God is love: he is not just “one, and one alone, and evermore shall be so.” He is Three-in-One, a mysterious Community of Origin and Image bound together by Love. He contains in himself the idea of Partnership, fruitful partnership, from which our human families take their being. In our human world, there can be no fatherhood without motherhood, no motherhood without fatherhood, and neither fatherhood nor motherhood without children. When God wished to become human, for the Word to become flesh, he needed a mother to bear the Son of the Eternal Father. As brothers and sisters of Jesus, by grace, we are necessarily not only children of the heavenly Father, but also of the human Mother of the Lord.

St John asks us how, if we do not love our fellow human beings, whom we can see, we can possibly love God, whom we cannot see? It is in family life that we learn how to love, how to care more for the welfare of others than for our own. The sacrament of Marriage is the consecration of men and women for parenthood. Matrimony is, literally, “matri-munia”, the responsibility of motherhood, which implies also the responsibility of fatherhood as well. Parents learn how to put their children’s well-being first, children hopefully learn from this example. What we learn in the home, we practise in the world outside. And mothers are pre-eminently home makers. They carry their children within themselves for nine months before they are born; they feed them with their own milk when they are tiny. Fathers, however important, can never do those things. But at least, as time goes by, fathers can and should share in the care and nurture of the family, above all by presenting an image of the heavenly Father, who cares for all without exception, who has no favourites, and who never refuses to welcome home those who go astray.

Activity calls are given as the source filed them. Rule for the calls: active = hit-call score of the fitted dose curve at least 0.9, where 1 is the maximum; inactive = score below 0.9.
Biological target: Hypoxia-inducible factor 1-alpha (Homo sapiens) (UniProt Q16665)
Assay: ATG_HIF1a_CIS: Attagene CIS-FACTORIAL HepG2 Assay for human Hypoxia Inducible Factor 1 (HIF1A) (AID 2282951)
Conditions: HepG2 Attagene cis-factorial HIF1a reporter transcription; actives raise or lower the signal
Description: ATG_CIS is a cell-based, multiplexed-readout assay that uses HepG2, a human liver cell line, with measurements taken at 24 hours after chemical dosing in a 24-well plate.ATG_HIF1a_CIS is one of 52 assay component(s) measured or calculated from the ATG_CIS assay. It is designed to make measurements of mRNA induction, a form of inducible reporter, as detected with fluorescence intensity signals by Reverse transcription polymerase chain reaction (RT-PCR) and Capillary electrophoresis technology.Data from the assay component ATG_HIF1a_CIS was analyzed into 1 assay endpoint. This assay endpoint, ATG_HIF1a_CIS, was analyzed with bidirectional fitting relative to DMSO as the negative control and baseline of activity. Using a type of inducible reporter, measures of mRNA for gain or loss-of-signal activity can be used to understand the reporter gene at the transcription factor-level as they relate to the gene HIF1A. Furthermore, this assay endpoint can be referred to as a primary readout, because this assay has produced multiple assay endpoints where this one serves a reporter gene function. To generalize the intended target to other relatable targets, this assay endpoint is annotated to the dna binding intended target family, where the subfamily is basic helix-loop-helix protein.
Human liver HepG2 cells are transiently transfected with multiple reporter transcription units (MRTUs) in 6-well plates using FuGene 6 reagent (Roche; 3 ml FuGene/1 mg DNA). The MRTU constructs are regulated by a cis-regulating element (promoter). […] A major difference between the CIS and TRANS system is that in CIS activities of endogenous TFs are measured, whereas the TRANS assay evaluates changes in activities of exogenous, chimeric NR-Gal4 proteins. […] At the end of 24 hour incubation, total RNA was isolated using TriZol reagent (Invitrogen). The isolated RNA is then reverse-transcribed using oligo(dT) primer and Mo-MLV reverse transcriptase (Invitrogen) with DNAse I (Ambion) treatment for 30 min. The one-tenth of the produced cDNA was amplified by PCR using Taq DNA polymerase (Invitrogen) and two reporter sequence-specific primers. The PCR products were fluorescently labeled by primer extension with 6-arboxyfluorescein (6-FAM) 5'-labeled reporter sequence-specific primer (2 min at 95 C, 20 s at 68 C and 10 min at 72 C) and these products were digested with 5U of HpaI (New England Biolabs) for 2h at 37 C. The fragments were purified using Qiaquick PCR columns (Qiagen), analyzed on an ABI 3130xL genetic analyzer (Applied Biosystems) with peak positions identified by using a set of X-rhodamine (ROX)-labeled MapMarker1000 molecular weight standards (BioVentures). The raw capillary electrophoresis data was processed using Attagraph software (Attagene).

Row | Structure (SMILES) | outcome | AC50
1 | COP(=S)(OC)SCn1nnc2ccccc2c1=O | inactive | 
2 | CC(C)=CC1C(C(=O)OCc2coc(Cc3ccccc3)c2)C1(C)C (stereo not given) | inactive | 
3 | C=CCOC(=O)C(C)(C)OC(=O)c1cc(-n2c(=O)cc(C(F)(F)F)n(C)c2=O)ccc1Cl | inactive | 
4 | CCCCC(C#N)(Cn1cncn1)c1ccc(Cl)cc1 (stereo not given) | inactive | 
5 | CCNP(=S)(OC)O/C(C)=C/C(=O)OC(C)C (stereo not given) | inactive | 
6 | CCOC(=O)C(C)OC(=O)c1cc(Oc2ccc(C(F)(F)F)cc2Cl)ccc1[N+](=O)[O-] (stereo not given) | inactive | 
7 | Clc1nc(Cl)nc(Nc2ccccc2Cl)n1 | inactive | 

The elder son thought in terms of merit. “I have worked for you all these years and what have I got from it?” Perhaps we (mothers and fathers and children) sometimes feel the same. But like the mother in the story- like most mothers, I suspect- the heavenly Father says to all of us: “For a lifetime’s providential care, for the beautiful world you live in, for all my Son has undergone for your salvation: no charge.”